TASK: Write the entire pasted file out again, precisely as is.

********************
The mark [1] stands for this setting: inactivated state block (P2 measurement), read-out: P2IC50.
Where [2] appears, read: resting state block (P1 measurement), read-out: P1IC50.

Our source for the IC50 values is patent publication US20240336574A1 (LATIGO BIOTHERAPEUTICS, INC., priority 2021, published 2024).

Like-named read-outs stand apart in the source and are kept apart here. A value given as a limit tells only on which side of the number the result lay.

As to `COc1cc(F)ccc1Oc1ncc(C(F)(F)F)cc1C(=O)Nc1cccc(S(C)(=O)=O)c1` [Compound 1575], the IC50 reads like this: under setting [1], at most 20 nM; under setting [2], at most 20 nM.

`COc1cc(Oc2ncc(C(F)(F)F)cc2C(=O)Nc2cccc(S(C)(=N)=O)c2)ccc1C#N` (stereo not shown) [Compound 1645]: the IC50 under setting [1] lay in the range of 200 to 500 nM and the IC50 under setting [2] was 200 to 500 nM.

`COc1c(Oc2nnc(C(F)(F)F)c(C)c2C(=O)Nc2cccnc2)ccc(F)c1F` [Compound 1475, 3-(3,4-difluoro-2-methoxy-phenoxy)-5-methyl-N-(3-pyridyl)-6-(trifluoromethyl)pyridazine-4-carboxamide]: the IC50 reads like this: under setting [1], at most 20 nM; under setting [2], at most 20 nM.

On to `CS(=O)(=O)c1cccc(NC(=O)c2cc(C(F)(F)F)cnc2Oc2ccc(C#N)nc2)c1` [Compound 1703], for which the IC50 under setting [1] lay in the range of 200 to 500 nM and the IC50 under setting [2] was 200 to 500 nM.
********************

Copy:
The mark [1] stands for this setting: inactivated state block (P2 measurement), read-out: P2IC50.
Where [2] appears, read: resting state block (P1 measurement), read-out: P1IC50.

Our source for the IC50 values is patent publication US20240336574A1 (LATIGO BIOTHERAPEUTICS, INC., priority 2021, published 2024).

Like-named read-outs stand apart in the source and are kept apart here. A value given as a limit tells only on which side of the number the result lay.

As to `COc1cc(F)ccc1Oc1ncc(C(F)(F)F)cc1C(=O)Nc1cccc(S(C)(=O)=O)c1` [Compound 1575], the IC50 reads like this: under setting [1], at most 20 nM; under setting [2], at most 20 nM.

`COc1cc(Oc2ncc(C(F)(F)F)cc2C(=O)Nc2cccc(S(C)(=N)=O)c2)ccc1C#N` (stereo not shown) [Compound 1645]: the IC50 under setting [1] lay in the range of 200 to 500 nM and the IC50 under setting [2] was 200 to 500 nM.

`COc1c(Oc2nnc(C(F)(F)F)c(C)c2C(=O)Nc2cccnc2)ccc(F)c1F` [Compound 1475, 3-(3,4-difluoro-2-methoxy-phenoxy)-5-methyl-N-(3-pyridyl)-6-(trifluoromethyl)pyridazine-4-carboxamide]: the IC50 reads like this: under setting [1], at most 20 nM; under setting [2], at most 20 nM.

On to `CS(=O)(=O)c1cccc(NC(=O)c2cc(C(F)(F)F)cnc2Oc2ccc(C#N)nc2)c1` [Compound 1703], for which the IC50 under setting [1] lay in the range of 200 to 500 nM and the IC50 under setting [2] was 200 to 500 nM.